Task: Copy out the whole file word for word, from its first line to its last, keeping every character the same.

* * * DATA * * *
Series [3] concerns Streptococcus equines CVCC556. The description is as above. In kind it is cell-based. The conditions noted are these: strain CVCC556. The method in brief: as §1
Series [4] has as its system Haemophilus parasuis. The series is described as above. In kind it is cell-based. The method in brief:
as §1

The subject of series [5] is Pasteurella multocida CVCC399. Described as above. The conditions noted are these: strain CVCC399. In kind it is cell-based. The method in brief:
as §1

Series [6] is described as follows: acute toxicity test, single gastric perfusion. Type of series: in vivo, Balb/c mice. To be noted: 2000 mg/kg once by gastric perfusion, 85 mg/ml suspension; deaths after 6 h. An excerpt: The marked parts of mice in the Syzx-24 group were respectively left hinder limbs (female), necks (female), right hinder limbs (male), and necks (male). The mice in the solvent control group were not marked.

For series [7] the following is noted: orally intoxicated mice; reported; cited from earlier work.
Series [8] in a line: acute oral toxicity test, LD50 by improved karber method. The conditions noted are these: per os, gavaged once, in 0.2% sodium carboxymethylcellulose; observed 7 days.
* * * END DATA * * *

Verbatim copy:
Series [3] concerns Streptococcus equines CVCC556. The description is as above. In kind it is cell-based. The conditions noted are these: strain CVCC556. The method in brief: as §1
Series [4] has as its system Haemophilus parasuis. The series is described as above. In kind it is cell-based. The method in brief:
as §1

The subject of series [5] is Pasteurella multocida CVCC399. Described as above. The conditions noted are these: strain CVCC399. In kind it is cell-based. The method in brief:
as §1

Series [6] is described as follows: acute toxicity test, single gastric perfusion. Type of series: in vivo, Balb/c mice. To be noted: 2000 mg/kg once by gastric perfusion, 85 mg/ml suspension; deaths after 6 h. An excerpt: The marked parts of mice in the Syzx-24 group were respectively left hinder limbs (female), necks (female), right hinder limbs (male), and necks (male). The mice in the solvent control group were not marked.

For series [7] the following is noted: orally intoxicated mice; reported; cited from earlier work.
Series [8] in a line: acute oral toxicity test, LD50 by improved karber method. The conditions noted are these: per os, gavaged once, in 0.2% sodium carboxymethylcellulose; observed 7 days.